There has been a lot of controversy over movies that have opened in the last few months (or as they are known in Hollywood, the ones more likely to have a chance at being nominated for an Oscar). For Zero Dark Thirty, it’s the use of torture (oh, sorry, I mean, enhanced interrogation techniques; but you say potayto and I say, etc.); for Argo and Lincoln, it’s historical accuracy; for Django Unchained, it’s the use of the n-word and Tarantino’s take on slavery. But none of them have shown the vitriol and ferocious debate that one major motion picture has created in the hearts of true movie goers: Les Miserables and its non-use of lip synching. While all the objections of other films could be summed up by someone putting words in other people’s mouths, it’s only Les Miserables that hasn’t done it—literally. And still has gotten in trouble for it.
Les Miserables, the movie version of the long running Broadway musical, is probably an experience you either go with or you don’t. For the record, I did. As with others in the audience I saw it with, I was often on the verge of tears at this large, sweeping story that takes place in France during the revolution (no, not the French revolution of 1789, dude, but the June Rebellion of 1832—if you didn’t know that, you are so obviously not a Les Miz fan). It’s a story that has all the virtues of 19th century literature: a huge, all-encompassing, complicated story; tons of coincidence; young people falling in life or death love with a look across a crowded room (or alleyway here). It also has all the defects of 19th century literature: a huge, all-encompassing, complicated story; tons of coincidence; young people falling in life or death love with a look across a crowded room (or alleyway here). Again, you either go with it or you don’t.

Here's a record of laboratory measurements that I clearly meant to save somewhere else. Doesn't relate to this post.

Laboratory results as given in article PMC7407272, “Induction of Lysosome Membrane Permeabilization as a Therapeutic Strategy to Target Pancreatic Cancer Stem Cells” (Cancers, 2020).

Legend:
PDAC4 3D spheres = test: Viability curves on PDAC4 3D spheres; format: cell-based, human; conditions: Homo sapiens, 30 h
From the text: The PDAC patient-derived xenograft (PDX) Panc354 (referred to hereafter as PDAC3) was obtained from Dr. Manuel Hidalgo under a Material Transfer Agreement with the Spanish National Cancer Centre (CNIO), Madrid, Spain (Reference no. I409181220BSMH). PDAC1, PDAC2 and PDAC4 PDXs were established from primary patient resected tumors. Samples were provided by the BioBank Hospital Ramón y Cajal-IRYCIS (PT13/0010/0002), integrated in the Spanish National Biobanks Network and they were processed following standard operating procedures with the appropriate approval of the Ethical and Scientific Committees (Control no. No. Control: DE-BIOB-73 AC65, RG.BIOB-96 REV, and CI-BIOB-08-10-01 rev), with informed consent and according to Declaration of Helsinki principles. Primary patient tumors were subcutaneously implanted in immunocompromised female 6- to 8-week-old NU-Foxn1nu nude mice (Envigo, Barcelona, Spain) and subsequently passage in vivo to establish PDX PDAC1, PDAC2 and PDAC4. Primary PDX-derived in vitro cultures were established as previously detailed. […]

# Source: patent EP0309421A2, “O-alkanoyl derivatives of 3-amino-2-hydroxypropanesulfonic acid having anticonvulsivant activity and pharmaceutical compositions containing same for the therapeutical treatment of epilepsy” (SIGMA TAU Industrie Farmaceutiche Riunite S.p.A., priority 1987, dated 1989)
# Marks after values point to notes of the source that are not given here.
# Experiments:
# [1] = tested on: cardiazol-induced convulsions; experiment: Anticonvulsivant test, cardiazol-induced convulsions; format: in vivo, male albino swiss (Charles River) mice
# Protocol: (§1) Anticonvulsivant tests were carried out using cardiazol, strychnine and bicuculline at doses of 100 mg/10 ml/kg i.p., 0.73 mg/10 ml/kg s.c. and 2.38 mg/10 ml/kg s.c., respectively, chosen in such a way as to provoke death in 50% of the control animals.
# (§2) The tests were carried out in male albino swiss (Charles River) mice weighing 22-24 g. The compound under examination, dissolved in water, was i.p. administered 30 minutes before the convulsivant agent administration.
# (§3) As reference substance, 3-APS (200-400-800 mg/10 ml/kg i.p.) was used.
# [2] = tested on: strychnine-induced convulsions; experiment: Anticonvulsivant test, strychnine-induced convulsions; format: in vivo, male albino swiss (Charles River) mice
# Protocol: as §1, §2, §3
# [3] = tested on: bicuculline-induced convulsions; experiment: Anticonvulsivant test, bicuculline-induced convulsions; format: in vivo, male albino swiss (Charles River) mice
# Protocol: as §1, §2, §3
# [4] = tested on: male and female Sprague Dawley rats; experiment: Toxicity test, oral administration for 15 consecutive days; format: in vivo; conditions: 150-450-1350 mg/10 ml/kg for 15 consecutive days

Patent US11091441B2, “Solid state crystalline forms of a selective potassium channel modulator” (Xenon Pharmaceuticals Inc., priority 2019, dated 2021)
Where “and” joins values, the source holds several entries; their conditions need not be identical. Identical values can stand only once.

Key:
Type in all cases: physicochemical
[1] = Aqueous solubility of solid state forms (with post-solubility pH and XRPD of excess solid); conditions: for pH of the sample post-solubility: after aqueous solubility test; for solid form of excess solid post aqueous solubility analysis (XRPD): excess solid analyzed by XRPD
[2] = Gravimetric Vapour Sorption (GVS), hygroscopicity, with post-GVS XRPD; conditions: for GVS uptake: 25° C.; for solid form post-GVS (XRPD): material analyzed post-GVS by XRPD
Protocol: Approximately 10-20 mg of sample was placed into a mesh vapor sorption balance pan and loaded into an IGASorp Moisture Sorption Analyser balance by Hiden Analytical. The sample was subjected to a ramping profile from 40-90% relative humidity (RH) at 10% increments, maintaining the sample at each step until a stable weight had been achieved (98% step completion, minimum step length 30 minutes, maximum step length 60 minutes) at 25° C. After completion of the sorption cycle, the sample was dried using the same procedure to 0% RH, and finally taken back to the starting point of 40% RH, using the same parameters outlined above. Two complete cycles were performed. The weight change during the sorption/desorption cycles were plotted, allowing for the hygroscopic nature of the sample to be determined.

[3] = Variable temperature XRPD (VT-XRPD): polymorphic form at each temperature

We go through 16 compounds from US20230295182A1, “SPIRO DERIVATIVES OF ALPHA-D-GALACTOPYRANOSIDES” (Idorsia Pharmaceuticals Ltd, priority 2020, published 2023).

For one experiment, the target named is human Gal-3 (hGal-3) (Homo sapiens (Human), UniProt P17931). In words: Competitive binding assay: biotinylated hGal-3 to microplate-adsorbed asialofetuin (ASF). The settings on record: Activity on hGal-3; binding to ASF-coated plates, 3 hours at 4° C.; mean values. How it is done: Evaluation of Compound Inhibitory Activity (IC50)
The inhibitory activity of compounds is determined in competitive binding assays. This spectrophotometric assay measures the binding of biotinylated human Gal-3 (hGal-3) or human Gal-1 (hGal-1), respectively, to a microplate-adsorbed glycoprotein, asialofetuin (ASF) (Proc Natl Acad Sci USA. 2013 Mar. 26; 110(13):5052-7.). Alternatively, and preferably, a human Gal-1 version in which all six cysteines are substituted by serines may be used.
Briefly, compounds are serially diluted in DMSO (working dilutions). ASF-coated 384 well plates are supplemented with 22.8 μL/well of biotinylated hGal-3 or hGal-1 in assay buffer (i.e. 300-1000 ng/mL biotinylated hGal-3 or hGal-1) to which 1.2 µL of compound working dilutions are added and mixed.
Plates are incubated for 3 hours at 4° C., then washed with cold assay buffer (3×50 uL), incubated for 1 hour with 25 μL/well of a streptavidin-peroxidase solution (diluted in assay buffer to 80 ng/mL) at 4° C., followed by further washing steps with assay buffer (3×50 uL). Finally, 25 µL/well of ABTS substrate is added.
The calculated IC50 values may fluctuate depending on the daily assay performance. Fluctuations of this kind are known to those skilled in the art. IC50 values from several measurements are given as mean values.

I don’t know how William Nicholson (who adapted the play to film) and director Tom Hooper did it. There’s no reason for this movie to work. It probably should have resulted in an over the top, campy musical adaptation filled with picturesque poor people dancing in the streets. But that’s not what happened. Instead we have a deeply moving and often overpowering story of man’s inhumanity to man and the power of spiritual redemption.
Of course, much of this has to do with the original source material, a French musical by Claude-Michel Schonberg, Alain Boublil and Jean-Marc Natel, if for no other reason in that it’s not exactly a musical. Though there are a few lines spoken here and there, Les Miserables is more an opera. So instead of a story in which the authors had to create clunky transitions to songs sung by the various characters (which can result in a certain disconnect and call attention to the artificiality of what is going on), we instead have a story whose dialog and emotion is only heightened by music, a stirring score that just sweeps you along whether you want it to or not. One can make the argument, I suppose, that the original story by Victor Hugo has been shrunk by the usual necessity of telling a big story in a smaller venue; but one can just as easily make the argument that the story has also been enlarged and deepened by the expressive and impassioned music.